Likud MK: I have no doubt they'll target right-wing MKs

What is the connection between the Override Clause and the Immunity Law? MK Miki Zohar explains.

103FM,

Miki Zohar
Miki Zohar
Yonatan Sindel/Flash 90

Likud MK Miki Zohar on Wednesday morning spoke to Radio 103FM about why he is working to advance the Immunity Law, which would protect Knesset members and ministers from being prosecuted.

"I've been working to advance this for a very long time, since the previous Knesset, and I renewed the bill during this Knesset, already on April 30. The legislative approval for the law placed the law [on the table] two days ago," Zohar said.

"This is an important law, that we as Knesset members need, first of all in order to protect ourselves and certainly in light of the revolution we want to make in the courts, where it's clear that all of us will become targets."

Zohar explained that he believes the attempts to pass the Override Clause, which would allow the Knesset to reenact a law that was rejected by the Supreme Court, will be met by attempts to open investigations on involved MKs.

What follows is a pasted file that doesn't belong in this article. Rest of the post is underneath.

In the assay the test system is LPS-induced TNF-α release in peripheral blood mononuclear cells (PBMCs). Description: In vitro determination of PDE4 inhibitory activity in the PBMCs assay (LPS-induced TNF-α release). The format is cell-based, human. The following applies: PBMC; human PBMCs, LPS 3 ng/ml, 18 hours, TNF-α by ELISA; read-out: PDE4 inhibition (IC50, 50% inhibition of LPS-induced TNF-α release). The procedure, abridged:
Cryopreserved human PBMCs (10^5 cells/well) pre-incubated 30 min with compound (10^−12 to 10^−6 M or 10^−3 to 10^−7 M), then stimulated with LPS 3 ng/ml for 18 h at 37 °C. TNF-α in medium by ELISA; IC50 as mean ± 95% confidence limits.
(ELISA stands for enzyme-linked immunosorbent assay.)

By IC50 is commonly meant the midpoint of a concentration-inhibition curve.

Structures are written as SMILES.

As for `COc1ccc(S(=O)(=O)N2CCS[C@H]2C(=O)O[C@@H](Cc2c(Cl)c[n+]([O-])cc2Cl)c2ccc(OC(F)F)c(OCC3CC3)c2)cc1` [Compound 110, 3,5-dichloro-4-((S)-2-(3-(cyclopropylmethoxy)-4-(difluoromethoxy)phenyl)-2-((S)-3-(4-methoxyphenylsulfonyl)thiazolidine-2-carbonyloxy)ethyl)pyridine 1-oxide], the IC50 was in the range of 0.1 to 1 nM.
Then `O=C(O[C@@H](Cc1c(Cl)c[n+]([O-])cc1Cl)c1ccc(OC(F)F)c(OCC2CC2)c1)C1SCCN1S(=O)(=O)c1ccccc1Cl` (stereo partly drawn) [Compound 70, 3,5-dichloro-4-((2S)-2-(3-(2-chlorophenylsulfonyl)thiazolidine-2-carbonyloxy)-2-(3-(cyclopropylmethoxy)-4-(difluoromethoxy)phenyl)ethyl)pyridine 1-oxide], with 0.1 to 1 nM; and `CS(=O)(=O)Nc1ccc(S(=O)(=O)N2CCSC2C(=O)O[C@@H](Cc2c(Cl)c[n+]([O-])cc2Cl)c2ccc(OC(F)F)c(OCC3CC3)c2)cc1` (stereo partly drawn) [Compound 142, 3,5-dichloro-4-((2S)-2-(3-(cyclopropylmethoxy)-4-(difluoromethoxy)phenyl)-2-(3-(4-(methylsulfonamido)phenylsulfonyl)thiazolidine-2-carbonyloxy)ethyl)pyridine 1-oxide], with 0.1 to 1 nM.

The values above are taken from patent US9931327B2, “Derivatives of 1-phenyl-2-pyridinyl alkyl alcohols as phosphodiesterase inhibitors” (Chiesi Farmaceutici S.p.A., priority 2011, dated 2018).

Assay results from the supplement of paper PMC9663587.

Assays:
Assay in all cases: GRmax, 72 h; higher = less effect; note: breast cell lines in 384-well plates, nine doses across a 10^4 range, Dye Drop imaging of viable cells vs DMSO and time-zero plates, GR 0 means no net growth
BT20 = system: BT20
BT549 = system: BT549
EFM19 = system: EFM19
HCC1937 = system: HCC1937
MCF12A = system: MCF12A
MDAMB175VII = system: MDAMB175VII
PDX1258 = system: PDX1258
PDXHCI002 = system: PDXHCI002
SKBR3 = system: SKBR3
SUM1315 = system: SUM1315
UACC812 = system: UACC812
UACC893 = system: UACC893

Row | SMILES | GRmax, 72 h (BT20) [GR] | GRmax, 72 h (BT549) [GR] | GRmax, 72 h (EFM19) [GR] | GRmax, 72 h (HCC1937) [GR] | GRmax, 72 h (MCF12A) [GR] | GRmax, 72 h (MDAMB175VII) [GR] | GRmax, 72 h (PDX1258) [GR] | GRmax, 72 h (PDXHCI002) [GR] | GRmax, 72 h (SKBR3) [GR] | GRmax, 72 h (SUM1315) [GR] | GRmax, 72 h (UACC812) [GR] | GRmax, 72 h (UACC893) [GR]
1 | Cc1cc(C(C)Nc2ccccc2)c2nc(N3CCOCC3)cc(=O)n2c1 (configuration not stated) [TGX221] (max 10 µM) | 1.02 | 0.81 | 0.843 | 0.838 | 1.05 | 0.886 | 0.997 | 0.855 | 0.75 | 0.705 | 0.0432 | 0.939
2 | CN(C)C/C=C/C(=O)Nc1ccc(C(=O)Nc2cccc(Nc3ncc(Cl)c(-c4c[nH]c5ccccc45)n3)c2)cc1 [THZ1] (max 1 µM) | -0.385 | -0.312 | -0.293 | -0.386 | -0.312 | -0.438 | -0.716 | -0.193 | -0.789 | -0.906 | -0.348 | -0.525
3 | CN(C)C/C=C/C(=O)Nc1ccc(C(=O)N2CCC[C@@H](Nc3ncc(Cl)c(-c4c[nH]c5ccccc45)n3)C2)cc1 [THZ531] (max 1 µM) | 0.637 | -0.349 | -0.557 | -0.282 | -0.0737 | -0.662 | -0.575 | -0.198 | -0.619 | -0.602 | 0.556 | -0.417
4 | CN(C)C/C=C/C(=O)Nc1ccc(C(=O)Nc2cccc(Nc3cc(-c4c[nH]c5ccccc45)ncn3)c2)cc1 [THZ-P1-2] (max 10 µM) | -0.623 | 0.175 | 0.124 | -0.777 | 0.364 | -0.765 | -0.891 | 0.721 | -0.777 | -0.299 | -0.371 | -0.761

"I am very very concerned for the right-wing individuals who want to advance the Override Clause, myself included," he said. "I have no doubt that they will try to harm right-wing people and to make up all sorts of stories about all sorts of people, the main thing is to try to stop the Override Clause from passing. And so the Immunity Law is a lot more important and a lot more relevant, certainly in light of the reforms we intend to pass."

Zohar also tossed out the reports that the Immunity Law's primary function is to protect Israeli Prime Minister Binyamin Netanyahu from possible indictment.

"That's what they say in the media, but it's clear that that's not true," he said. "We promised our voters that we would change things in the legal system, especially after we saw the decision to leave Ofer Cassif, who plants evil and really really ugly things against the State of Israel, but on the other hand because there's a right-wing person who's a little more extreme than others, Michael Ben-Ari - him the Supreme Court did invalidate."

He also said that the reason such laws had not been passed previously was because "we did not have the coalition ability to do it, we didn't have the necessary majority." In the 20th Knesset, then-Finance Minister Moshe Kahlon (Kulanu) opposed it, and previously Blue and White leader MK Yair Lapid blocked it, he added.

"It's comfortable for people to think" that the Immunity Law is connected to the suspicions against Netanyahu, he explained.




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